SSI Benefits For A Family Member With Mental Issues
Learn how an adult with mental issues may own a home and still qualify for Supplement Security Income (SSI) benefits to help pay monthly expenses.
Dear Disability Advisor,
My 56 year old brother in law has not worked since he has been 22 years old. When he was 18 his parents had him committed with schizophrenia briefly for a week or so, he begged them to come home and they let him. He never went for treatment, went off his meds and the rest of the children left the home, got married and got on with life, He continued to live at his parents house and they never forced him to get help, a job or see a doctor…fast forward 34 years and his parents are in assisted living in their mid eighties and now it is falling on us to help him. The other two siblings washed their hands of it. He still has his mental issues and thinks his nose is messed up and has had over 100k of surgery lol..and his nose is beautiful. The issue is he would definitely qualify for SS if we could get him to admit he has a problem and also see a Dr. but he is living on the streets, has over $100 k in bank and 15k of gold strapped to him in gold coins. He’s paranoid of the government or authority figures, he feels that life has been unfair to him because his nose and it has disfigured his face (which of course is not true.) We would like to help him maybe buy a little land and maybe a mobile home cash but how will he pay his monthly expenses?? So what are our options in regards to getting SS for someone who would def meet all the requirements of disability (mentally) but will not admit he needs the help? Desperate in Arizona, Audrey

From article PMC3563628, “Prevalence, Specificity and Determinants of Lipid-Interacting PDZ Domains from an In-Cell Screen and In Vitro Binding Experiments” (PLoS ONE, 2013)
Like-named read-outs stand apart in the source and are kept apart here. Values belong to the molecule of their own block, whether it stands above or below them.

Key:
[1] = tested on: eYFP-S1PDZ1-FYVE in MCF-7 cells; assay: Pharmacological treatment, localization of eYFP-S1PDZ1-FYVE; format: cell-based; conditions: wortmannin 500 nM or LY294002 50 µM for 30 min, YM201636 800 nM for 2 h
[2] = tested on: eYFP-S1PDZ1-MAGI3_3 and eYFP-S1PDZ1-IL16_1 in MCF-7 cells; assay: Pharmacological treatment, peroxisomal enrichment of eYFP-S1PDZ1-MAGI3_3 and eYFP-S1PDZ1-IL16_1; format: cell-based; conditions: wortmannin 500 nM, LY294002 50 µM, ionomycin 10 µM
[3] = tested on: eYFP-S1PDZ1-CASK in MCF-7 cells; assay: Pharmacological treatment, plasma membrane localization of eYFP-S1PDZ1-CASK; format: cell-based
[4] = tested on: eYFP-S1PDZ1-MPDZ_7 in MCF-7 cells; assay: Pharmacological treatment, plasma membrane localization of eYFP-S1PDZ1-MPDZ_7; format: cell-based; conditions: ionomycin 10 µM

I am sorry that you are dealing with such a difficult issue: that of trying to help an uncooperative family member suffering from mental illness. Not only is this a complex problem but it also takes an emotional toll on everyone, including people like you who are desperate to find a solution.
First, let me explain that your brother-in-law is not eligible for Social Security Disability (SSDI) benefits. A person must earn a certain number of credits (generally 20 to 40 yearly quarters of work) during the most recent 10 years prior to becoming disabled. You said he had not worked for many years so this benefit is not available to him. The other type of benefit is Supplemental Security Income (SSI), which you could help him obtain with some specific action.
SSI is based on evaluations of financial assets and health. Generally, a person cannot have assets (other than a home he or she is living in) of more than $2,000. So you could help him purchase a land and mobile home with his money and even pay in advance a year’s insurance and taxes to reduce his countable assets to $2,000. The next step is to get him to go for a psychological consultation to evaluate his medical condition. This does not mean he has to go for or be in treatment but a written evaluation is another part of the submission process. If you are able to persuade him to cooperate with both these actions, you will have the information to complete a request for SSI benefits. These benefits may be enough for him to live on his own more comfortably.
However, your greatest obstacle is getting him to understand and agree to this plan of action that may yield a better future for him, at least from your perspective. For your own peace of mind, you might look for mental health resources in your community to discuss the situation with professionals who are familiar with problems like yours. An excellent start is at Mental Health America of Arizona (www.mhaarizona.org) where you can get information, learn more about the specifics of mental health disability, and find counselors and other resources to help you.
I applaud your patience in tackling this issue with your brother-in-law and hope this information is helpful in finding a good resolution.
Jackie Booth, Ph.D.